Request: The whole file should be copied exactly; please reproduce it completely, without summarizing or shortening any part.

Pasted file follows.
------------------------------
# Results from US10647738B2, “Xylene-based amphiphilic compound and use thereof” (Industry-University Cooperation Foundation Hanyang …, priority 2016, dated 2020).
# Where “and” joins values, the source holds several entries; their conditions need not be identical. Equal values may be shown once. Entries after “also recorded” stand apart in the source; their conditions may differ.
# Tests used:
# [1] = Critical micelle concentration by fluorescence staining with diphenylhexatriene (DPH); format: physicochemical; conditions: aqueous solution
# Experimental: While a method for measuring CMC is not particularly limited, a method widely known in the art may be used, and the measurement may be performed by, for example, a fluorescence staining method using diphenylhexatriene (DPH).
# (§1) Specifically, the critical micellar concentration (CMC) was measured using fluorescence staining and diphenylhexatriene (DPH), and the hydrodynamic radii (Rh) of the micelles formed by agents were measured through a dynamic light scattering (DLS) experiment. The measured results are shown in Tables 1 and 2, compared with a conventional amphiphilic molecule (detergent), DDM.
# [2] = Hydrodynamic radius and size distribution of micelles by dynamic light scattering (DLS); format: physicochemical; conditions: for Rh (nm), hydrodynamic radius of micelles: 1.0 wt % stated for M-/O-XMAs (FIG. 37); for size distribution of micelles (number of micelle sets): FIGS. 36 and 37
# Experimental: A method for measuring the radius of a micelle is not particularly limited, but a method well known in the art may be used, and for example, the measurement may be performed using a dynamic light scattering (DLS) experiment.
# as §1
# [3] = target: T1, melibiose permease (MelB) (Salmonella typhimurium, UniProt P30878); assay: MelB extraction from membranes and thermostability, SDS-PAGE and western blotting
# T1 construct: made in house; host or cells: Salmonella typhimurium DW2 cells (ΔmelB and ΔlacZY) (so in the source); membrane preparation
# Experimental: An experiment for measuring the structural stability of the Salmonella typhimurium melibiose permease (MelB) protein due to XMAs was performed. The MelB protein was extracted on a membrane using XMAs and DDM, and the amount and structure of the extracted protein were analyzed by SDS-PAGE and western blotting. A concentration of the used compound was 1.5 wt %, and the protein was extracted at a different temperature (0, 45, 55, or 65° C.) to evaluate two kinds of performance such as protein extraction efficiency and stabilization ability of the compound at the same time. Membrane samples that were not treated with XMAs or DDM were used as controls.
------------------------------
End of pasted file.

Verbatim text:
# Results from US10647738B2, “Xylene-based amphiphilic compound and use thereof” (Industry-University Cooperation Foundation Hanyang …, priority 2016, dated 2020).
# Where “and” joins values, the source holds several entries; their conditions need not be identical. Equal values may be shown once. Entries after “also recorded” stand apart in the source; their conditions may differ.
# Tests used:
# [1] = Critical micelle concentration by fluorescence staining with diphenylhexatriene (DPH); format: physicochemical; conditions: aqueous solution
# Experimental: While a method for measuring CMC is not particularly limited, a method widely known in the art may be used, and the measurement may be performed by, for example, a fluorescence staining method using diphenylhexatriene (DPH).
# (§1) Specifically, the critical micellar concentration (CMC) was measured using fluorescence staining and diphenylhexatriene (DPH), and the hydrodynamic radii (Rh) of the micelles formed by agents were measured through a dynamic light scattering (DLS) experiment. The measured results are shown in Tables 1 and 2, compared with a conventional amphiphilic molecule (detergent), DDM.
# [2] = Hydrodynamic radius and size distribution of micelles by dynamic light scattering (DLS); format: physicochemical; conditions: for Rh (nm), hydrodynamic radius of micelles: 1.0 wt % stated for M-/O-XMAs (FIG. 37); for size distribution of micelles (number of micelle sets): FIGS. 36 and 37
# Experimental: A method for measuring the radius of a micelle is not particularly limited, but a method well known in the art may be used, and for example, the measurement may be performed using a dynamic light scattering (DLS) experiment.
# as §1
# [3] = target: T1, melibiose permease (MelB) (Salmonella typhimurium, UniProt P30878); assay: MelB extraction from membranes and thermostability, SDS-PAGE and western blotting
# T1 construct: made in house; host or cells: Salmonella typhimurium DW2 cells (ΔmelB and ΔlacZY) (so in the source); membrane preparation
# Experimental: An experiment for measuring the structural stability of the Salmonella typhimurium melibiose permease (MelB) protein due to XMAs was performed. The MelB protein was extracted on a membrane using XMAs and DDM, and the amount and structure of the extracted protein were analyzed by SDS-PAGE and western blotting. A concentration of the used compound was 1.5 wt %, and the protein was extracted at a different temperature (0, 45, 55, or 65° C.) to evaluate two kinds of performance such as protein extraction efficiency and stabilization ability of the compound at the same time. Membrane samples that were not treated with XMAs or DDM were used as controls.